Projected New Senate: 48 Democrats 52 Republicans
News from the Votemaster
Welcome (back) to electoral-vote.com. As many of you know, during the 2004 election, this site tracked the 50 state polls + D.C. on a daily basis, reporting on the electoral vote count continuously. The site was the most popular election site in the country, drawing almost 700,000 visitors a day. It was in the top 1000 Websites in the world and the top 10 blogs in the world. The 2004 data and maps are still online. Just click on "2004 Election" above to travel backward in time.
Due to popular demand, we are back in operation again, now tracking the Senate 2006 races and to a lesser extent, the House. There is a wealth of new data, links, and other information, some of which may surprise you. For example, which party controls the governor's mansion in the six bluest states? (Hint) The links in the menu below the map lead you to a large collection of Web pages about politics in general and the upcoming congressional election in particular. It is suggested that everyone read the Welcome page and General FAQ in any case.
One obvious difference with 2004 is that then there were only two major candidates. This time around we have 66 Senate candidates and 80 House candidates on the site, complete with pictures, all of which are linked to the candidates' home pages. Also new is that the candidates names are linked to their entries in the Wikipedia. The (D) and (R) entries are linked to the state parties. Offsite links open in a new window. To close the window, type CTRL-W in the window. The whole site has over 1000 links to interesting political pages. It should be enough to keep the average political junkie happy for at least a couple of hours. The site has been optimized for Firefox but should work with most browsers.
While most people are only starting to pay attention to the election, we have been hard at work and have already collected over 300 polls about the 2006 Senate election.
The basics of this election are as follows. Senators are elected for six-year terms, so in every even year 1/3 of the 100 senators are up for re-election. In 2006, there are 17 Democratic, 15 Republican, and 1 Independent seats up for re-election. Since the sole Independent, Jim Jeffords (I-VT) caucuses with the Democrats, and his likely successor, Bernie Sanders (I) will also do so, for simplicity on this site we will consider them Democrats. The 67 senators not up for re-election break down as 27 Democrats and 40 Republicans. Thus all the Republicans have to do to hang onto the Senate is win 10 of the 33 Senate races (because in the event of a tie in the Senate, Vice President Dick Cheney would break any ties in favor of the Republicans)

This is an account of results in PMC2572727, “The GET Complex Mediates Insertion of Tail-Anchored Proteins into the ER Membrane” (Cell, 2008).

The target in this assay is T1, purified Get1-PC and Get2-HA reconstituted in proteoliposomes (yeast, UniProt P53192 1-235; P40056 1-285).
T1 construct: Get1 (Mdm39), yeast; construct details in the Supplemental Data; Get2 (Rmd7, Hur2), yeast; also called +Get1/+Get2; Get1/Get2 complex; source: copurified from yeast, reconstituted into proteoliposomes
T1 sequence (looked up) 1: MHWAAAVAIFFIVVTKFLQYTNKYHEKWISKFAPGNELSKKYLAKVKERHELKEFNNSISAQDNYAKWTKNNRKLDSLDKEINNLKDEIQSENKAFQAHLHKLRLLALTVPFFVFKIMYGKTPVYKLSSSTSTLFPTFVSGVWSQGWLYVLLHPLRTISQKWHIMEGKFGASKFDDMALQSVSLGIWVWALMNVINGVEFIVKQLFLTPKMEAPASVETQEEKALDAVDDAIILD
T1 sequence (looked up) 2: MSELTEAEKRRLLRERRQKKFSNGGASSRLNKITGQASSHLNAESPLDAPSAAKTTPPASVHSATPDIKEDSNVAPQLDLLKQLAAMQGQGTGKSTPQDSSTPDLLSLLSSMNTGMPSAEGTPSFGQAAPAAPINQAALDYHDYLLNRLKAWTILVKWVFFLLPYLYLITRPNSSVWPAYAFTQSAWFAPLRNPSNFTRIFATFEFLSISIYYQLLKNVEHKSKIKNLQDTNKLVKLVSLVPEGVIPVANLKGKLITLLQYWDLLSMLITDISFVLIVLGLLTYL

A year ago anyone who suggested that the Democrats had even the faintest chance of capturing either house of Congress would have been declared nuts. Now most professionals are expecting the Democrats to pick up ca. 20 seats in the House, which would give them the narrowest of majorities. They are also expected to make gains in the Senate, but it will be nip and tuck all the way to see if they get 51 seats. The current state of the Senate races will be reflected in the map presented on this site every day. If you move your mouse over a state, a pop-up box gives you the current status. Note that if you see a "+" sign in the Source field, multiple polls were taken within a week and the value shown in the box is the average. If you click on a state, you get its polling history.
There has been one major methodological change since 2004 based on the experience gained last time. Instead of basing the map on the most recent poll, we now use the most recent poll and any other polls taken within a week of it. The last-poll-only rule led to wild and meaningless fluctuations that caused manic-depressive behavior in many visitors, with their candidate gaining or losing 50 or more electoral votes several times a week. This year's results will be much more stable due to (1) the smoothing effect of averaging the data and (2) the fact that Senate polls are not taken as often as Presidential polls. A second (smaller) methodological change is that the partisan pollsters who work for one of the parties are not counted this time. Thus please don't tell me I missed Strategic Vision (R) or Lake Research (D). It is intentional.
The banner ad on top of most pages goes to a Website that allows Americans overseas to register to vote. There are an estimated 7 million of them and until now, requesting an absentee ballot was too complicated for most of them. Now it is easy. If you are an American overseas or know one, give this site a try.
The main host is a dedicated Linux server at Host Rocket in upstate New York. For the record, I have had excellent experience with Host Rocket and can recommend them highly to any company or individual looking for a reliable hosting company with very competent technical people and excellent service.
OK, that's it for now. Go play with the map and explore all the data. Come back tomorrow for new polls.
This site has far more about the election than just the map. See the Welcome page for more details. If you like the site, please link to it to improve its Google PageRank and tell your friends about it.
-- The Votemaster